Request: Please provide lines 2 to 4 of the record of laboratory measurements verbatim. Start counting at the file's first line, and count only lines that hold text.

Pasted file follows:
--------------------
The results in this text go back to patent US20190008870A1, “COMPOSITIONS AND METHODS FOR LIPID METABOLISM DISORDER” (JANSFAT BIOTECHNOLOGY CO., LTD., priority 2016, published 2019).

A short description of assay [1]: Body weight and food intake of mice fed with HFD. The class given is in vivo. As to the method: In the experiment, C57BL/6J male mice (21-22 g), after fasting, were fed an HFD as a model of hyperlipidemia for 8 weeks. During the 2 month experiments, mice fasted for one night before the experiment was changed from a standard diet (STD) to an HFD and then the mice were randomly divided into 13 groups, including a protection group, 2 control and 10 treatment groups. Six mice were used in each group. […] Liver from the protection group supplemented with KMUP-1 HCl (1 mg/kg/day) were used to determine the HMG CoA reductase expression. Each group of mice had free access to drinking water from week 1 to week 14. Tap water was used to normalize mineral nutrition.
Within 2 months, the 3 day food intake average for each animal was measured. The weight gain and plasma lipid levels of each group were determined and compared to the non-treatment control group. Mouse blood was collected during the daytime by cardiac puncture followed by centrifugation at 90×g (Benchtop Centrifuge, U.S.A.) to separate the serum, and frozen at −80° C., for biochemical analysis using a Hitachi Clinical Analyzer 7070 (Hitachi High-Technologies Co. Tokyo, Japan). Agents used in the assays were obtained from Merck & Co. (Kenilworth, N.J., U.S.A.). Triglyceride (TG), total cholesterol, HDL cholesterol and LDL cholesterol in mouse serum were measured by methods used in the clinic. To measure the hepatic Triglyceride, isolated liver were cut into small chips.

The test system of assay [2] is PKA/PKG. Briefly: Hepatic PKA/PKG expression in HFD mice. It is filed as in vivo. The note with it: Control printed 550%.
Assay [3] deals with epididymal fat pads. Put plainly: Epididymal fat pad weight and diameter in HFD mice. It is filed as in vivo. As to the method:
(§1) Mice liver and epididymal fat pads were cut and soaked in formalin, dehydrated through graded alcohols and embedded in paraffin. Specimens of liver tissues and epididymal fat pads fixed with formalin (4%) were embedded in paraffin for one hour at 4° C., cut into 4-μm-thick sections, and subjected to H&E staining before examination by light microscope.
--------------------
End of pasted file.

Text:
A short description of assay [1]: Body weight and food intake of mice fed with HFD. The class given is in vivo. As to the method: In the experiment, C57BL/6J male mice (21-22 g), after fasting, were fed an HFD as a model of hyperlipidemia for 8 weeks. During the 2 month experiments, mice fasted for one night before the experiment was changed from a standard diet (STD) to an HFD and then the mice were randomly divided into 13 groups, including a protection group, 2 control and 10 treatment groups. Six mice were used in each group. […] Liver from the protection group supplemented with KMUP-1 HCl (1 mg/kg/day) were used to determine the HMG CoA reductase expression. Each group of mice had free access to drinking water from week 1 to week 14. Tap water was used to normalize mineral nutrition.
Within 2 months, the 3 day food intake average for each animal was measured. The weight gain and plasma lipid levels of each group were determined and compared to the non-treatment control group. Mouse blood was collected during the daytime by cardiac puncture followed by centrifugation at 90×g (Benchtop Centrifuge, U.S.A.) to separate the serum, and frozen at −80° C., for biochemical analysis using a Hitachi Clinical Analyzer 7070 (Hitachi High-Technologies Co. Tokyo, Japan). Agents used in the assays were obtained from Merck & Co. (Kenilworth, N.J., U.S.A.). Triglyceride (TG), total cholesterol, HDL cholesterol and LDL cholesterol in mouse serum were measured by methods used in the clinic. To measure the hepatic Triglyceride, isolated liver were cut into small chips.

The test system of assay [2] is PKA/PKG. Briefly: Hepatic PKA/PKG expression in HFD mice. It is filed as in vivo. The note with it: Control printed 550%.